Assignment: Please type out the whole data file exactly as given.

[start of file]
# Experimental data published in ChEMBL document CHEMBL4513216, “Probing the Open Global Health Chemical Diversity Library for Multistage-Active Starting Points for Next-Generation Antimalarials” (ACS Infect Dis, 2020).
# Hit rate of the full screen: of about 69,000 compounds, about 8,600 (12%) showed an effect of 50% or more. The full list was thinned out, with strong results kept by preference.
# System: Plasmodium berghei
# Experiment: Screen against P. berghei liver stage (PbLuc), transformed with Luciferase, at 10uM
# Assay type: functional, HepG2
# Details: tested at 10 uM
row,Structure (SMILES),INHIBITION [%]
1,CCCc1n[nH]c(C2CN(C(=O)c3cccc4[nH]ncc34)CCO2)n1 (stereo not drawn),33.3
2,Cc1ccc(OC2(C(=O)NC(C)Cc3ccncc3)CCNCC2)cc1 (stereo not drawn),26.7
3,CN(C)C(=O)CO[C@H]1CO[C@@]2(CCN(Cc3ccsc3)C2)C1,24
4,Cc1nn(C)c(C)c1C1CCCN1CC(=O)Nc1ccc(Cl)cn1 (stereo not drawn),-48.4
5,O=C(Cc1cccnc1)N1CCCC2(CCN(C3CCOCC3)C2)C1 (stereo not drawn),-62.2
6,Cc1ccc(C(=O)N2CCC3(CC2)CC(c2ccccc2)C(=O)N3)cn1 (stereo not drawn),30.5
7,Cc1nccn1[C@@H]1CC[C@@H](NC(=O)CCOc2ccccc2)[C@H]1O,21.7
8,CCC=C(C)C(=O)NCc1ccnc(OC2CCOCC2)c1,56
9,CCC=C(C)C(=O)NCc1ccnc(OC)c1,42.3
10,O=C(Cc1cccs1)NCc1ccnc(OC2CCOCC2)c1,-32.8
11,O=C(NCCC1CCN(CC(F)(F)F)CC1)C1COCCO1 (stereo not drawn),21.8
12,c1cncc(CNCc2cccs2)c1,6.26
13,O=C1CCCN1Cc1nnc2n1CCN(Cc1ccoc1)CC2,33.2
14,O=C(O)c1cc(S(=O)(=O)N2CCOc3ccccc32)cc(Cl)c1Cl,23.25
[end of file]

# Experimental data published in ChEMBL document CHEMBL4513216, “Probing the Open Global Health Chemical Diversity Library for Multistage-Active Starting Points for Next-Generation Antimalarials” (ACS Infect Dis, 2020).
# Hit rate of the full screen: of about 69,000 compounds, about 8,600 (12%) showed an effect of 50% or more. The full list was thinned out, with strong results kept by preference.
# System: Plasmodium berghei
# Experiment: Screen against P. berghei liver stage (PbLuc), transformed with Luciferase, at 10uM
# Assay type: functional, HepG2
# Details: tested at 10 uM
row,Structure (SMILES),INHIBITION [%]
1,CCCc1n[nH]c(C2CN(C(=O)c3cccc4[nH]ncc34)CCO2)n1 (stereo not drawn),33.3
2,Cc1ccc(OC2(C(=O)NC(C)Cc3ccncc3)CCNCC2)cc1 (stereo not drawn),26.7
3,CN(C)C(=O)CO[C@H]1CO[C@@]2(CCN(Cc3ccsc3)C2)C1,24
4,Cc1nn(C)c(C)c1C1CCCN1CC(=O)Nc1ccc(Cl)cn1 (stereo not drawn),-48.4
5,O=C(Cc1cccnc1)N1CCCC2(CCN(C3CCOCC3)C2)C1 (stereo not drawn),-62.2
6,Cc1ccc(C(=O)N2CCC3(CC2)CC(c2ccccc2)C(=O)N3)cn1 (stereo not drawn),30.5
7,Cc1nccn1[C@@H]1CC[C@@H](NC(=O)CCOc2ccccc2)[C@H]1O,21.7
8,CCC=C(C)C(=O)NCc1ccnc(OC2CCOCC2)c1,56
9,CCC=C(C)C(=O)NCc1ccnc(OC)c1,42.3
10,O=C(Cc1cccs1)NCc1ccnc(OC2CCOCC2)c1,-32.8
11,O=C(NCCC1CCN(CC(F)(F)F)CC1)C1COCCO1 (stereo not drawn),21.8
12,c1cncc(CNCc2cccs2)c1,6.26
13,O=C1CCCN1Cc1nnc2n1CCN(Cc1ccoc1)CC2,33.2
14,O=C(O)c1cc(S(=O)(=O)N2CCOc3ccccc32)cc(Cl)c1Cl,23.25